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Japan flag.JPG
Region Asia
Population 127433494
GDP (millions USD) 4383762
National Policies
Eggs for assisted reproduction PROHIBITED
Eggs for research commercial prohibited
Inheritable genetic modification PROHIBITED
Preimplantation genetic diagnosis no policy
Reproductive cloning PROHIBITED
Research cloning regulated
Sex selection no policy
Surrogacy no policy
International Agreements
2005 UN Cloning Vote no
2005 UNESCO Sports Doping Convention RATIFIED


Key laws and policies

Human Cloning

Assisted Reproduction

Although there is no legal regulation for ART, the academic society regulates ART via "guidelines."

Foundational values

The preamble to the 2001 cloning law speaks about "preservation of human dignity, safety for human life and body, and maintenance of social order."

Prohibited practices

Embryo Research/Cloning

The 2001 cloning law prohibits:

  • Human reproductive cloning
  • Inheritable genetic modification
  • The transfer of "a human-animal amphimictic embryo, a human-animal hybrid embryo or a human-animal chimeric embryo into a uterus of a human or an animal"

Permitted and regulated practices

Assisted Reproduction

Japan is listed alongside the United States as one of the most active countries in the world regarding use of assisted reproduction. (See http://www.eshre.eu/Guidelines-and-Legal/ART-fact-sheet.aspx.)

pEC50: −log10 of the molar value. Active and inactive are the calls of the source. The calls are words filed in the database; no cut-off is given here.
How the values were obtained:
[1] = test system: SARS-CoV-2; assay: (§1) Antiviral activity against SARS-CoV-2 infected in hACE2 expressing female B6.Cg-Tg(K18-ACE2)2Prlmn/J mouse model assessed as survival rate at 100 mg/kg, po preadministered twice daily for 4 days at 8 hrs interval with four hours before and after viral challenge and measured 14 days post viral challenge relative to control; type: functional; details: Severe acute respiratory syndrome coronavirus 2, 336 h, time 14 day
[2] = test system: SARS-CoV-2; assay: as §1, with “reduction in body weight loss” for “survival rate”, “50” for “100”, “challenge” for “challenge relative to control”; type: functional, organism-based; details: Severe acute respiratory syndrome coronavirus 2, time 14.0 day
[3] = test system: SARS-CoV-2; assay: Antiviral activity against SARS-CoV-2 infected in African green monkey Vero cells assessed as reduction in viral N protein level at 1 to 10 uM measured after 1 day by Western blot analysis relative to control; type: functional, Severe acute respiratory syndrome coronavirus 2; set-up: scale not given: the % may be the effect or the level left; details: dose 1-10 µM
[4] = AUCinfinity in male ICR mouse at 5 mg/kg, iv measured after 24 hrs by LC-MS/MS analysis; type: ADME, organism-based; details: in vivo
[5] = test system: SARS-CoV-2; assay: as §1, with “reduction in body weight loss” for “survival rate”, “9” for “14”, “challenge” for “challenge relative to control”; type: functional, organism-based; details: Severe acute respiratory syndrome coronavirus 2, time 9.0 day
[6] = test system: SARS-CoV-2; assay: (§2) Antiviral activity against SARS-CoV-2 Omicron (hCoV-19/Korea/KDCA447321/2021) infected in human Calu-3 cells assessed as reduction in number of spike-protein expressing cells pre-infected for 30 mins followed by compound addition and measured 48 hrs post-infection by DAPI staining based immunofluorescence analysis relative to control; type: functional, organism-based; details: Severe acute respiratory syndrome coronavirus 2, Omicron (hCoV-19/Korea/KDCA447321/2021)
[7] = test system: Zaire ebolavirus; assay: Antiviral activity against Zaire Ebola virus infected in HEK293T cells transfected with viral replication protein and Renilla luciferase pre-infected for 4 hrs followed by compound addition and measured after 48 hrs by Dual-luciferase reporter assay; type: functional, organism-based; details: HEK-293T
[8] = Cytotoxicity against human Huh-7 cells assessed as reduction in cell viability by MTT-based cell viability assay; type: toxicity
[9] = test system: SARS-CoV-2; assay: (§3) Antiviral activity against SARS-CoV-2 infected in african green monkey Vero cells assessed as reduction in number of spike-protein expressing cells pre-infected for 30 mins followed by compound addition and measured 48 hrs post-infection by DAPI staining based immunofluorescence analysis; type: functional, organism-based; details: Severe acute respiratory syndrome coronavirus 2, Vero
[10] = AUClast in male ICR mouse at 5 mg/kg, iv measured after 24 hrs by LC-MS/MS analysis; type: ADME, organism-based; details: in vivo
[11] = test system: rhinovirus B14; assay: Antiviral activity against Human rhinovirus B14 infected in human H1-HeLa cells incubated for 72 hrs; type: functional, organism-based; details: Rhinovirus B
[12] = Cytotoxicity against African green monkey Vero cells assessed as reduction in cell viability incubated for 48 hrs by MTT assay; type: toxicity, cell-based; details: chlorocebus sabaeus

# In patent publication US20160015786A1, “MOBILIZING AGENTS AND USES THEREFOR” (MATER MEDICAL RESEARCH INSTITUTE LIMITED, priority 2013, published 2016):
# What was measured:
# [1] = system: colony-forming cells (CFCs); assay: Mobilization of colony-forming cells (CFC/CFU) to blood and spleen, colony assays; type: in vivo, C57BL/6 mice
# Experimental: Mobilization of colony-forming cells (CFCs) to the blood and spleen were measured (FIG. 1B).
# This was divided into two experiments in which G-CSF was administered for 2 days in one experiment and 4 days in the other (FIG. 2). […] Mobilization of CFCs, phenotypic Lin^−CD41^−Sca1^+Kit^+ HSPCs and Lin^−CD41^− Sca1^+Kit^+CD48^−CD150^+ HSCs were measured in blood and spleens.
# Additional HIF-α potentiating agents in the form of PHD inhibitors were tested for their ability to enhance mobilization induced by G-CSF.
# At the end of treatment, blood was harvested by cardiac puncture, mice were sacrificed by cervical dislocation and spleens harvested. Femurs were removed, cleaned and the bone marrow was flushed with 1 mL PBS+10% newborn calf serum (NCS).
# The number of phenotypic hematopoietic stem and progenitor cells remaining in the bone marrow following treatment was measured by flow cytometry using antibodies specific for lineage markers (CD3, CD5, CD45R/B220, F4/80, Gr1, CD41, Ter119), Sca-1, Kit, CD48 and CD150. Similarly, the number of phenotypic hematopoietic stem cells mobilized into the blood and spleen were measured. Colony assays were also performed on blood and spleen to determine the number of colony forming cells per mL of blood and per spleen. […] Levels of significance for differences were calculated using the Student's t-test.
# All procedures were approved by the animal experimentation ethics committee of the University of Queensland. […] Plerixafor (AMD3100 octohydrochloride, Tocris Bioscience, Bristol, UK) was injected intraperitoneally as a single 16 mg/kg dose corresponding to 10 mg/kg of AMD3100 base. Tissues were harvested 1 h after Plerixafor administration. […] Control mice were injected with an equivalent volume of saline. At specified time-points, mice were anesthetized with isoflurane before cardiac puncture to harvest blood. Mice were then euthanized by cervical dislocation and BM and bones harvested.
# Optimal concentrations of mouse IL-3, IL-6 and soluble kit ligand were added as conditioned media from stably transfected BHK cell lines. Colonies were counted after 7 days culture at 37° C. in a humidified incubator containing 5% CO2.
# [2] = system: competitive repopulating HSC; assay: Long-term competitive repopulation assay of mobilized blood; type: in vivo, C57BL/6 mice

Despite the absence of laws, the Society of Obstetrics and Gynecology has long prohibited surrogacy in its guidelines. There appears to be no law directly addressing the practice.

Legal Parentage

The Supreme Court ruled that the birth mother or birth parents (birth mother and husband) are the legal parents of a child.[1]

Egg Donation

In 2013, the Nation's first egg bank was established. Egg donation is non-commercial, and donors must meet strict criteria. (See http://www.japantimes.co.jp/news/2013/05/03/national/nations-first-egg-bank-deluged-with-donors/#.VOkDuS5KVGs.)

Pre-Implantation Genetic Diagnosis

PGD is covered by guidelines, not legislation.[2]

Regulatory activities

In June 2014, it was reported that the Liberal Democratic Party had compiled a bill on assisted reproductive technologies that would allow donations of sperm and ova from third parties and also conditionally allow surrogate births. However, the prospect of its acceptance was questioned, noting opposition from others (within the same party) to all forms of surrogacy. (See http://www.japantimes.co.jp/opinion/2014/06/15/editorials/plan-surrogate-births/#.VOj-qC5KVGs.)

External links

A report from 2008 on the use of assisted reproduction in Japan is available here: http://www.jsog.or.jp/english/img/art%20registry%20of%20japan%202008.pdf.

See generally Japan Society of Obstetricians and Gynaecologists: http://www.jsog.or.jp/english/.

[edit] References

  1. Shigeo Miyagawa, "Report from Japan: Surrogacy Contracts in the Supreme Court of Japan," The Court (May 11, 2007).
  2. Genetic-Medicine-Related Societies, "Guidelines for Genetic Testing."